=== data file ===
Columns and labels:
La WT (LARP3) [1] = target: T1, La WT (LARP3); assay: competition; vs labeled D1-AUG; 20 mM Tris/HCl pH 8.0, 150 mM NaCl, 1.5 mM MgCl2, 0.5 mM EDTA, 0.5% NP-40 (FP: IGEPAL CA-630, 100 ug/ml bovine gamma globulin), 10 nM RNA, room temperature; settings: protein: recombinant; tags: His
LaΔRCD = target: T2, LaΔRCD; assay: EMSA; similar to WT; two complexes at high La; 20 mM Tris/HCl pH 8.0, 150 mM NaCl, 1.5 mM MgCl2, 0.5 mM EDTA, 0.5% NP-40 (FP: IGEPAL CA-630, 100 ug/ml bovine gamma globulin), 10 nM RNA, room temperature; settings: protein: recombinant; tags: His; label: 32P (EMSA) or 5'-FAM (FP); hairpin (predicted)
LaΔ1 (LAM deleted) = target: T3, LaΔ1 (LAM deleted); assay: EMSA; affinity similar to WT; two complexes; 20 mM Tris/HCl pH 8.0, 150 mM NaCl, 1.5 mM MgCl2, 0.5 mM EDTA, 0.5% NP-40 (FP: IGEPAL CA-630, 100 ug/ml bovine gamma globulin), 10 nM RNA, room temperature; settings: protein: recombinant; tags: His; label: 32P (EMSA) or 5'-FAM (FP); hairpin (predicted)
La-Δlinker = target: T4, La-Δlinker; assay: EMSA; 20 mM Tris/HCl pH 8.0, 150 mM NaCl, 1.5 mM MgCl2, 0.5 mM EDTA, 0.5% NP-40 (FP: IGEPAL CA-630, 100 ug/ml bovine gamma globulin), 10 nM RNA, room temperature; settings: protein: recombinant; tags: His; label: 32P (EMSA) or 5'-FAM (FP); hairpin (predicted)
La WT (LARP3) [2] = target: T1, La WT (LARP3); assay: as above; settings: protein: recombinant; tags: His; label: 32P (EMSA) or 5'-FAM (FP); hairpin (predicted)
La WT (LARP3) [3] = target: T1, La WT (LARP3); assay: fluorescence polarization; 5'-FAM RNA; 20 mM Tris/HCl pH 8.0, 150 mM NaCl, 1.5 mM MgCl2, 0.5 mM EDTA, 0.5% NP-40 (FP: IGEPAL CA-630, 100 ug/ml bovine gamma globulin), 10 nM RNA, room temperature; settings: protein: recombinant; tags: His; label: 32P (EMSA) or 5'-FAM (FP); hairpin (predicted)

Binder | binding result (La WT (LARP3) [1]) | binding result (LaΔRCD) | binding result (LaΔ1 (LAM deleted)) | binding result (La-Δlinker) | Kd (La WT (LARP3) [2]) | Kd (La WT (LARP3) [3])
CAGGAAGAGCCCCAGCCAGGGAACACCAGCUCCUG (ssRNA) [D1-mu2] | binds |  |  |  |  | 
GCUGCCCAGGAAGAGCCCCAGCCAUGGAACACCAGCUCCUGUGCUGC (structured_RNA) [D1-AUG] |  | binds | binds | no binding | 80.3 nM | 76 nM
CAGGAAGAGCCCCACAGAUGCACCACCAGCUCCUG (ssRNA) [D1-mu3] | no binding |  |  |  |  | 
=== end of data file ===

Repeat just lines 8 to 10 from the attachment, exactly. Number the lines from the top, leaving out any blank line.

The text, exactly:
Binder | binding result (La WT (LARP3) [1]) | binding result (LaΔRCD) | binding result (LaΔ1 (LAM deleted)) | binding result (La-Δlinker) | Kd (La WT (LARP3) [2]) | Kd (La WT (LARP3) [3])
CAGGAAGAGCCCCAGCCAGGGAACACCAGCUCCUG (ssRNA) [D1-mu2] | binds |  |  |  |  | 
GCUGCCCAGGAAGAGCCCCAGCCAUGGAACACCAGCUCCUGUGCUGC (structured_RNA) [D1-AUG] |  | binds | binds | no binding | 80.3 nM | 76 nM